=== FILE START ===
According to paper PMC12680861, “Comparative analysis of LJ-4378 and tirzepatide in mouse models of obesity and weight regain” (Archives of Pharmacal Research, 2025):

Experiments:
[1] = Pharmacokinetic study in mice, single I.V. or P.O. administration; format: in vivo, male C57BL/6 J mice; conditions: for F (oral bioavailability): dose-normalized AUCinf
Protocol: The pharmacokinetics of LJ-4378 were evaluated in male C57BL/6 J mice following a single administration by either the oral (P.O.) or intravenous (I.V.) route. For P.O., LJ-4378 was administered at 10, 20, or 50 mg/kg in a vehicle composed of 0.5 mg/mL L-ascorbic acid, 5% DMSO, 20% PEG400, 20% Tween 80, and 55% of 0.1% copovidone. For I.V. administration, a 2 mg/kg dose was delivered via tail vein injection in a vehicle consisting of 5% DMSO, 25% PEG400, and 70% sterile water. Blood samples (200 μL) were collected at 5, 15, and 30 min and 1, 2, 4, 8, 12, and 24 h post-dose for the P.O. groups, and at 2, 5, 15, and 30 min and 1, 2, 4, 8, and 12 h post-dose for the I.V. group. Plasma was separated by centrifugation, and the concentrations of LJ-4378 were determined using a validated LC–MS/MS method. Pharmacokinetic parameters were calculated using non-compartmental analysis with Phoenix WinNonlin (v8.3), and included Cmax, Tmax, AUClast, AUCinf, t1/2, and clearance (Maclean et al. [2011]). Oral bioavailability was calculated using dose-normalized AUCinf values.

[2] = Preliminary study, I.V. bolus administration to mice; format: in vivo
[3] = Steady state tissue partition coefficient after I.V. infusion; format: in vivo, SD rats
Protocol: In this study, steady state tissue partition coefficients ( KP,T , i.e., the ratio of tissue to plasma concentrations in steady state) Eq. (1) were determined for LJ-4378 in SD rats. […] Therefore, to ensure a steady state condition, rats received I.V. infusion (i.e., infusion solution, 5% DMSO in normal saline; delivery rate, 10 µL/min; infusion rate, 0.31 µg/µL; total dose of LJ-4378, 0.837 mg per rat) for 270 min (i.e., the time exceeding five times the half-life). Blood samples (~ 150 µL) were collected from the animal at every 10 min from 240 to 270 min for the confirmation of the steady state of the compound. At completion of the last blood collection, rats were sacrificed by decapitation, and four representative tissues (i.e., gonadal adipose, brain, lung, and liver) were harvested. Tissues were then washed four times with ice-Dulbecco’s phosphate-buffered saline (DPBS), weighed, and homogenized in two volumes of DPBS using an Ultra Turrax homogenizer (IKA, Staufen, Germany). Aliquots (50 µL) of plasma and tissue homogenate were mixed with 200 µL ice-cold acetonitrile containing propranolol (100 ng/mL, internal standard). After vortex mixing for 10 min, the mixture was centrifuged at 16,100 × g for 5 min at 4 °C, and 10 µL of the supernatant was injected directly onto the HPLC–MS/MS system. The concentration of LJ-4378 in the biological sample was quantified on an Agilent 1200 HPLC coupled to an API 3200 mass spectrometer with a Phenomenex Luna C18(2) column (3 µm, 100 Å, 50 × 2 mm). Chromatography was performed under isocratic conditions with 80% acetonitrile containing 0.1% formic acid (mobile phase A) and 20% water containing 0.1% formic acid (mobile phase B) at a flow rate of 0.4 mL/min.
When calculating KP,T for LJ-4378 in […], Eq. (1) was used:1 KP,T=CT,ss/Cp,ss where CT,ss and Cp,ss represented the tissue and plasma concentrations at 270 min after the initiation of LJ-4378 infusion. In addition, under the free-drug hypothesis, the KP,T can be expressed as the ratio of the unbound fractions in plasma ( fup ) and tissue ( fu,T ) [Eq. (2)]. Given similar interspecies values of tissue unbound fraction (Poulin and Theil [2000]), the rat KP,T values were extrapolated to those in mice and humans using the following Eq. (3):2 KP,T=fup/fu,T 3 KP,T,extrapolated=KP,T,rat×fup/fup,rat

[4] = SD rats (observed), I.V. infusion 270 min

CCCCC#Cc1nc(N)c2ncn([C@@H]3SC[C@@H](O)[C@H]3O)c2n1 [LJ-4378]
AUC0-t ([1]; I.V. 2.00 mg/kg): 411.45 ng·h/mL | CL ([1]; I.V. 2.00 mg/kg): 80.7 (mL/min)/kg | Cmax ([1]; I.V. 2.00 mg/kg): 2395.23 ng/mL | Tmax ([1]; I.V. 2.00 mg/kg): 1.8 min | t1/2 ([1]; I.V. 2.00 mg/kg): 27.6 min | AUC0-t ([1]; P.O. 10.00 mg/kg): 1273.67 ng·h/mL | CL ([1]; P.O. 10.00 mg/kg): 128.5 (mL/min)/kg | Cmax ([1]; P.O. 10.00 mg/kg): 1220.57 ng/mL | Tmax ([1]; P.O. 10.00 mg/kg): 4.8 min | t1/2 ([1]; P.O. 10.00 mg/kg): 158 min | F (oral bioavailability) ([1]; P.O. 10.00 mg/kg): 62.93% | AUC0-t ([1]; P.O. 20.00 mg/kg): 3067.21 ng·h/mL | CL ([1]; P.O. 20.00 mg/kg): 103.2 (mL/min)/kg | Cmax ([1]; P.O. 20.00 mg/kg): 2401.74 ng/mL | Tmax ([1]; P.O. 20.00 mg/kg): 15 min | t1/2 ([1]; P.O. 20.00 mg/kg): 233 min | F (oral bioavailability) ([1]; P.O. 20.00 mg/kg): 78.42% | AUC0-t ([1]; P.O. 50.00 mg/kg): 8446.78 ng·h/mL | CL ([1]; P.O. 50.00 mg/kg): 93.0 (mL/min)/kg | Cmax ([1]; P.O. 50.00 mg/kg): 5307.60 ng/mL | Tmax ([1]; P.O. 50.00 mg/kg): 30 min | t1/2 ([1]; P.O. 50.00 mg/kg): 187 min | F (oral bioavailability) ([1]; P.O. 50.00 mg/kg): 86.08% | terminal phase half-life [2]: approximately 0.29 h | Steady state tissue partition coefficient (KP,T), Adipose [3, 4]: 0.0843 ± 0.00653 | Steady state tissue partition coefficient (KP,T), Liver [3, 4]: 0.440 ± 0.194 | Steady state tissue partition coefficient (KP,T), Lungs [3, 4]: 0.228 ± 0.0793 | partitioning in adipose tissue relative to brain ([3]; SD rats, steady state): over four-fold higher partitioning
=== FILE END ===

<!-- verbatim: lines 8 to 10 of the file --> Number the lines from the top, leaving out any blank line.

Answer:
When calculating KP,T for LJ-4378 in […], Eq. (1) was used:1 KP,T=CT,ss/Cp,ss where CT,ss and Cp,ss represented the tissue and plasma concentrations at 270 min after the initiation of LJ-4378 infusion. In addition, under the free-drug hypothesis, the KP,T can be expressed as the ratio of the unbound fractions in plasma ( fup ) and tissue ( fu,T ) [Eq. (2)]. Given similar interspecies values of tissue unbound fraction (Poulin and Theil [2000]), the rat KP,T values were extrapolated to those in mice and humans using the following Eq. (3):2 KP,T=fup/fu,T 3 KP,T,extrapolated=KP,T,rat×fup/fup,rat

[4] = SD rats (observed), I.V. infusion 270 min

CCCCC#Cc1nc(N)c2ncn([C@@H]3SC[C@@H](O)[C@H]3O)c2n1 [LJ-4378]